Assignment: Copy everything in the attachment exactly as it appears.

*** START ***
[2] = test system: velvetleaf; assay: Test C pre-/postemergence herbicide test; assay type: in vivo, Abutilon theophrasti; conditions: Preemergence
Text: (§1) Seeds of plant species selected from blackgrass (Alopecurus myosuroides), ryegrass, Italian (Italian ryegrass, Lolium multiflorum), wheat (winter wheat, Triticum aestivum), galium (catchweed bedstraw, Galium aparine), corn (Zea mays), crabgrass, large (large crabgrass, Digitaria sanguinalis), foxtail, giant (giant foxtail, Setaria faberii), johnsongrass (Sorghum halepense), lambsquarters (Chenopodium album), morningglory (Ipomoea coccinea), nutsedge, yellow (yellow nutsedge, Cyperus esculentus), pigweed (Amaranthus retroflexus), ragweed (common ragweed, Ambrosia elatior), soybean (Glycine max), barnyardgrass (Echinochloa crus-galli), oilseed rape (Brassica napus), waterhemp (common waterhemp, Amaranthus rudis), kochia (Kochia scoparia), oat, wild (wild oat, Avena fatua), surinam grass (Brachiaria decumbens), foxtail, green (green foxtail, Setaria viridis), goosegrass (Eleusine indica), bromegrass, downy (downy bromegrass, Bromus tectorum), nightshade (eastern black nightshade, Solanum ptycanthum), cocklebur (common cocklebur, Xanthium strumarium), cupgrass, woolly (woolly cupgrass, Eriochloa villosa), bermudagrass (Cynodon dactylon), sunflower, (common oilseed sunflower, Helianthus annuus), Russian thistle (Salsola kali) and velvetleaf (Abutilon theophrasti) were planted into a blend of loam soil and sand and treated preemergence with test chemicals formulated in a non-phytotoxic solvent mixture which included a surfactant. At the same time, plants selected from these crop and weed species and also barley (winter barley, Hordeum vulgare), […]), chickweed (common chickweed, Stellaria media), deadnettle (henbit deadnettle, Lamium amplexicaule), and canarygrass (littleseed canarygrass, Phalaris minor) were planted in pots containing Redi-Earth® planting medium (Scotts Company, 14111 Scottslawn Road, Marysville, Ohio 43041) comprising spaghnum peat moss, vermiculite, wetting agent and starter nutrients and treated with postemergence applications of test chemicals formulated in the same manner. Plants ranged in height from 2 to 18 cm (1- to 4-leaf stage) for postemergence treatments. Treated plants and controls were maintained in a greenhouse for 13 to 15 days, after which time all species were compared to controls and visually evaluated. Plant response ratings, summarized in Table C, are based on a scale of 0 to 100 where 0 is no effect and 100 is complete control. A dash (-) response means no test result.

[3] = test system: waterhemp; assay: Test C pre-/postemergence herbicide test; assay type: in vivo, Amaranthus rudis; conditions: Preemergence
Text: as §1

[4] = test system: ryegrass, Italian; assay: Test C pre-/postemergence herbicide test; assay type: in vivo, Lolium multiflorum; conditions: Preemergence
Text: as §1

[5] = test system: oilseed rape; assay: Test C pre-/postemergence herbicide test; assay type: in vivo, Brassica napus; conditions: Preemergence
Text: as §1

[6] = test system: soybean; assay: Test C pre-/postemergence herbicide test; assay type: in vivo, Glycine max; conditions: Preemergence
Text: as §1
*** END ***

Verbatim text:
[2] = test system: velvetleaf; assay: Test C pre-/postemergence herbicide test; assay type: in vivo, Abutilon theophrasti; conditions: Preemergence
Text: (§1) Seeds of plant species selected from blackgrass (Alopecurus myosuroides), ryegrass, Italian (Italian ryegrass, Lolium multiflorum), wheat (winter wheat, Triticum aestivum), galium (catchweed bedstraw, Galium aparine), corn (Zea mays), crabgrass, large (large crabgrass, Digitaria sanguinalis), foxtail, giant (giant foxtail, Setaria faberii), johnsongrass (Sorghum halepense), lambsquarters (Chenopodium album), morningglory (Ipomoea coccinea), nutsedge, yellow (yellow nutsedge, Cyperus esculentus), pigweed (Amaranthus retroflexus), ragweed (common ragweed, Ambrosia elatior), soybean (Glycine max), barnyardgrass (Echinochloa crus-galli), oilseed rape (Brassica napus), waterhemp (common waterhemp, Amaranthus rudis), kochia (Kochia scoparia), oat, wild (wild oat, Avena fatua), surinam grass (Brachiaria decumbens), foxtail, green (green foxtail, Setaria viridis), goosegrass (Eleusine indica), bromegrass, downy (downy bromegrass, Bromus tectorum), nightshade (eastern black nightshade, Solanum ptycanthum), cocklebur (common cocklebur, Xanthium strumarium), cupgrass, woolly (woolly cupgrass, Eriochloa villosa), bermudagrass (Cynodon dactylon), sunflower, (common oilseed sunflower, Helianthus annuus), Russian thistle (Salsola kali) and velvetleaf (Abutilon theophrasti) were planted into a blend of loam soil and sand and treated preemergence with test chemicals formulated in a non-phytotoxic solvent mixture which included a surfactant. At the same time, plants selected from these crop and weed species and also barley (winter barley, Hordeum vulgare), […]), chickweed (common chickweed, Stellaria media), deadnettle (henbit deadnettle, Lamium amplexicaule), and canarygrass (littleseed canarygrass, Phalaris minor) were planted in pots containing Redi-Earth® planting medium (Scotts Company, 14111 Scottslawn Road, Marysville, Ohio 43041) comprising spaghnum peat moss, vermiculite, wetting agent and starter nutrients and treated with postemergence applications of test chemicals formulated in the same manner. Plants ranged in height from 2 to 18 cm (1- to 4-leaf stage) for postemergence treatments. Treated plants and controls were maintained in a greenhouse for 13 to 15 days, after which time all species were compared to controls and visually evaluated. Plant response ratings, summarized in Table C, are based on a scale of 0 to 100 where 0 is no effect and 100 is complete control. A dash (-) response means no test result.

[3] = test system: waterhemp; assay: Test C pre-/postemergence herbicide test; assay type: in vivo, Amaranthus rudis; conditions: Preemergence
Text: as §1

[4] = test system: ryegrass, Italian; assay: Test C pre-/postemergence herbicide test; assay type: in vivo, Lolium multiflorum; conditions: Preemergence
Text: as §1

[5] = test system: oilseed rape; assay: Test C pre-/postemergence herbicide test; assay type: in vivo, Brassica napus; conditions: Preemergence
Text: as §1

[6] = test system: soybean; assay: Test C pre-/postemergence herbicide test; assay type: in vivo, Glycine max; conditions: Preemergence
Text: as §1